Healthcare Revenue Cycle Management, ICD-10, Claims Reimbursement, Medicare, Medicaid

Policy & Regulation News

Sept. 25: Week That Was in Healthcare Fraud and Malpractice

By Jacqueline DiChiara

- Here is a general roundup of the past week’s developments in healthcare fraud and malpractice, as reported by the Department of Justice and the Office of Inspector General. The crimes reported below result in multiple millions of dollars in healthcare fraud and the possibility of extensive prison time.

fraud in healthcare false claims act

Adventist’s $115M False Claims Act allegations settled

Adventist Health System – a non-profit healthcare organization operating among 10 states – will pay the United States $115 million to settle False Claims Act allegations, confirms the Department of Justice. This settlement resolves allegations involving bonuses received by physicians for inappropriate referrals.

“Unlawful financial arrangements between heath care providers and their referral sources raise concerns about physician independence and objectivity,” states Principal Deputy Assistant Attorney General Benjamin C. Mizer, Head of the Justice Department’s Civil Division.  “Patients are entitled to be sure that the care they receive is based on their actual medical needs rather than the financial interests of their physician,” he adds.

“Adventist-owned hospitals, such as Park Ridge, allegedly paid doctors’ bonuses based on the number of test and procedures they ordered,” says Acting US Attorney, Jill Westmoreland Rose of the Western District of North Carolina.  “This type of financial incentive is not only prohibited by law, but can undermine patients’ medical care.  Would-be violators should take notice that my office will use the False Claims Act to prevent and pursue health care providers that threaten the integrity of our healthcare system and waste taxpayer dollars,” Rose maintains.

“Companies that financially reward physicians in exchange for patient referrals – as the government contended in this case – undermine the physicians’ impartial medical judgment at the expense of patients and taxpayers,” explains Special Agent in Charge, Derrick L. Jackson of the US Department of Health and Human Services Office of Inspector General (HHS-OIG) in Atlanta.  “We will continue to investigate such wasteful business arrangements,” says Jackson.

As reported, Adventist Health System was involved in a class action lawsuit in 2013 for violating over 740,000 patients’ privacy rights. A judge later dismissed the case.

Doctor indicted for kickback health fraud scheme

Elena Lev Polukhin, MD, has been indicted this week for writing pain medication prescriptions via a healthcare fraud conspiracy involving kickbacks from Best Aid Pharmacy. According to the Department of Justice, “Polukhin is charged with conspiracy to commit health care fraud, soliciting and receiving kickbacks, health care fraud, aggravated identity theft and distribution of controlled substances.”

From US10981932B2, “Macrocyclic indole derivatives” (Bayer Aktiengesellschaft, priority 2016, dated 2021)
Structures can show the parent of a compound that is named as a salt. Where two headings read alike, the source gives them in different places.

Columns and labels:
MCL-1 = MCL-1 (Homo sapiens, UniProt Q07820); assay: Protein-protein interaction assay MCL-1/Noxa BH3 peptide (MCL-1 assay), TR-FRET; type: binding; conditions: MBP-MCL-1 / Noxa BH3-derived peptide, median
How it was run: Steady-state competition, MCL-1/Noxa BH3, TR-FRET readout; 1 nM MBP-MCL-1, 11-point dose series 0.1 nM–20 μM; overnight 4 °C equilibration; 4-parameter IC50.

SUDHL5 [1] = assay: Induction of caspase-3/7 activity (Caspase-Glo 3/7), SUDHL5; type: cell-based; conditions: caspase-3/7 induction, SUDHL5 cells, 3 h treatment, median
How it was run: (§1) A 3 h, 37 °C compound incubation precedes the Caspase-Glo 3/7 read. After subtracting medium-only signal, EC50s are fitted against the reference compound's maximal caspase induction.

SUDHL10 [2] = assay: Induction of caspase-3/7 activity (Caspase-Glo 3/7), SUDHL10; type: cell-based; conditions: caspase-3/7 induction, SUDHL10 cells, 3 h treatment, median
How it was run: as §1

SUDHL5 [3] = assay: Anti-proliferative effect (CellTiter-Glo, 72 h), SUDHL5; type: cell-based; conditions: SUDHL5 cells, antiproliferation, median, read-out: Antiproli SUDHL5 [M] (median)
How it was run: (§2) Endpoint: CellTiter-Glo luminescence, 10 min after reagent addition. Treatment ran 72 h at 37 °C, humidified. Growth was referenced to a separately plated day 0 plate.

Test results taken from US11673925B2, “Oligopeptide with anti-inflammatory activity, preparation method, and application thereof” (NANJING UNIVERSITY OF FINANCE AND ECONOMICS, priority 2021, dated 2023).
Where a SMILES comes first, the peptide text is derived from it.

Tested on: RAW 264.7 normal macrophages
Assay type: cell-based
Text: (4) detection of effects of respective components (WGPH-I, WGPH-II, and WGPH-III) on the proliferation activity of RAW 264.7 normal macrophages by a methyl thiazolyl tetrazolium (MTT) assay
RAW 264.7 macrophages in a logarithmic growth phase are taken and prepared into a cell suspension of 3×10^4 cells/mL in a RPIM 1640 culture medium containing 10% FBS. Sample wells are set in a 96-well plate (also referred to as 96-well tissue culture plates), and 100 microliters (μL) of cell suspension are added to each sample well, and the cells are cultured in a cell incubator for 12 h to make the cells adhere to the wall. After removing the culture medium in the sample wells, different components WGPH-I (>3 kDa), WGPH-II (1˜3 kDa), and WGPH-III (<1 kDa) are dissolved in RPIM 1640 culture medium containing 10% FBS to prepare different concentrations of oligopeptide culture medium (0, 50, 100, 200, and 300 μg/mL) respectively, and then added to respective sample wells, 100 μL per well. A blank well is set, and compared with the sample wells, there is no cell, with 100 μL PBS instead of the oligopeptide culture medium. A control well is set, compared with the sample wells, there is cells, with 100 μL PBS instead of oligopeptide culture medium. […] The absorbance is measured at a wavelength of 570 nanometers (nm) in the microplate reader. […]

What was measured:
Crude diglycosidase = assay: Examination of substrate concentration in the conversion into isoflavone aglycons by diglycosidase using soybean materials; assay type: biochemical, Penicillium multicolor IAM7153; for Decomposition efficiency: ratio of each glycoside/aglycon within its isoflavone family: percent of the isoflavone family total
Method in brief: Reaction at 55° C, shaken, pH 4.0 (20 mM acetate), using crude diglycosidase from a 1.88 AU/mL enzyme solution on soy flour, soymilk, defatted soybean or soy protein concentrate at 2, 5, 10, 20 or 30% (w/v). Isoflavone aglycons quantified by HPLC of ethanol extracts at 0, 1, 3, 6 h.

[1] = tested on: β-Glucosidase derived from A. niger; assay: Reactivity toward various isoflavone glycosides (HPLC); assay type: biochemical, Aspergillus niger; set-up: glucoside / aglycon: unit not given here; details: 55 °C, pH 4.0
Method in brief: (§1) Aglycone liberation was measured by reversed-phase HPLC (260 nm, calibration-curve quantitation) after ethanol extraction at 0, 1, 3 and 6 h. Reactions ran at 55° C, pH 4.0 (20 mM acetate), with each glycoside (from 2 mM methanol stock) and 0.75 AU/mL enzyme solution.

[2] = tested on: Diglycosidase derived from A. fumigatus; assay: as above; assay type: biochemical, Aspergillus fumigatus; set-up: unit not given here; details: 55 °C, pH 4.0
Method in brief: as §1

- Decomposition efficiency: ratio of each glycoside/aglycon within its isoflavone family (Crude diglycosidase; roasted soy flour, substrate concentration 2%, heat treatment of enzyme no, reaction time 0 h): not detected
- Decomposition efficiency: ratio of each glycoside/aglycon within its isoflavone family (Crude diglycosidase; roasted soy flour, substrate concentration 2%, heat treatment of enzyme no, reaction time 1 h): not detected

Polukhin referred “virtually every patient” pain-relief prescriptions through the Best Aid pharmacy. Best Aid subsequently submitted false reimbursement claims to both Medicare and Medicaid, thus generating bloated reimbursements. Polukhin was paid by the Best Aid’s manager and co-owner, Boris Leo Rabichev, over $40,000 in kickbacks.

Confirms US Attorney Andrew M. Luger, “As charged, this defendant abused her position as a doctor, took kickbacks and participated in a significant fraud of Medicare and Medicaid.”

Polukhin wrote unwarranted prescriptions that were not medically needed for pain cream and opioid prescriptions, confirms Luger. “As Minnesota continues to struggle with our pain pill problem, it is cases like this that so clearly demonstrate the lengths to which some will go to abuse the health care system,” he explains.

“Minnesota is not immune to the prescription drug epidemic that continues to plague our nation at an alarming rate,” says Drug Enforcement Administration Assistant Special Agent in Charge, Dan Moren. “Dr. Elena Polukhin contributed to this epidemic by keeping patients hooked on addictive pain killers and placing an emphasis on generating profits, by fraudulently billing Medicare and Medicaid, versus fulfilling her obligation to enhance the sound mind and body of her clients,” Moren says.

Adds Federal Bureau of Investigation Special Agent in Charge, Richard Thornton, "Those who commit health care fraud will be actively pursued by law enforcement. The FBI, along with its partners, will hold health care providers to account if they prey upon those seeking treatment and commit fraud against taxpayers.”

Additionally states Lamont Pugh III, Special Agent in Charge at HHS-OIG, “Physicians and pharmacists are entrusted to make decisions that are medically necessary and that are in the best interest of their patients, not for their own personal financial gain.”


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